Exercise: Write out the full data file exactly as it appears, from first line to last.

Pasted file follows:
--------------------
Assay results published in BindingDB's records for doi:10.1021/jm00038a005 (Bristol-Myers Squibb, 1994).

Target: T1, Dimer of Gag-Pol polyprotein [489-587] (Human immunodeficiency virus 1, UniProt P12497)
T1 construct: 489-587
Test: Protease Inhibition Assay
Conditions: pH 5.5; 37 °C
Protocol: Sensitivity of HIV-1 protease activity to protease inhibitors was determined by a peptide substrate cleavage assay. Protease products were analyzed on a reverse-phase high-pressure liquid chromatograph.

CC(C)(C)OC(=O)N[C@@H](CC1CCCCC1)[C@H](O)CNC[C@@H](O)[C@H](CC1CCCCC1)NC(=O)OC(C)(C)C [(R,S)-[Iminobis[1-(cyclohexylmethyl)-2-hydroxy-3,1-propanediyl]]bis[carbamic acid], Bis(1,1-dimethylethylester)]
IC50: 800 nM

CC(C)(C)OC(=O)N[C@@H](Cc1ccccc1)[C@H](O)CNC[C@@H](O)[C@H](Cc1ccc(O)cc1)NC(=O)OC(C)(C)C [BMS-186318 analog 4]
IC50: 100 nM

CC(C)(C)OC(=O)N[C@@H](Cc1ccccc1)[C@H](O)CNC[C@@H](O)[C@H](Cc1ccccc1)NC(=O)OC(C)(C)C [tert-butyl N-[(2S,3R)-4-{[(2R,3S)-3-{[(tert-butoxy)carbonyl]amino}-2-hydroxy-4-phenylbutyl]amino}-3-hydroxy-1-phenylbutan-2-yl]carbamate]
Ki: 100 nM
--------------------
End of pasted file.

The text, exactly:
Assay results published in BindingDB's records for doi:10.1021/jm00038a005 (Bristol-Myers Squibb, 1994).

Target: T1, Dimer of Gag-Pol polyprotein [489-587] (Human immunodeficiency virus 1, UniProt P12497)
T1 construct: 489-587
Test: Protease Inhibition Assay
Conditions: pH 5.5; 37 °C
Protocol: Sensitivity of HIV-1 protease activity to protease inhibitors was determined by a peptide substrate cleavage assay. Protease products were analyzed on a reverse-phase high-pressure liquid chromatograph.

CC(C)(C)OC(=O)N[C@@H](CC1CCCCC1)[C@H](O)CNC[C@@H](O)[C@H](CC1CCCCC1)NC(=O)OC(C)(C)C [(R,S)-[Iminobis[1-(cyclohexylmethyl)-2-hydroxy-3,1-propanediyl]]bis[carbamic acid], Bis(1,1-dimethylethylester)]
IC50: 800 nM

CC(C)(C)OC(=O)N[C@@H](Cc1ccccc1)[C@H](O)CNC[C@@H](O)[C@H](Cc1ccc(O)cc1)NC(=O)OC(C)(C)C [BMS-186318 analog 4]
IC50: 100 nM

CC(C)(C)OC(=O)N[C@@H](Cc1ccccc1)[C@H](O)CNC[C@@H](O)[C@H](Cc1ccccc1)NC(=O)OC(C)(C)C [tert-butyl N-[(2S,3R)-4-{[(2R,3S)-3-{[(tert-butoxy)carbonyl]amino}-2-hydroxy-4-phenylbutyl]amino}-3-hydroxy-1-phenylbutan-2-yl]carbamate]
Ki: 100 nM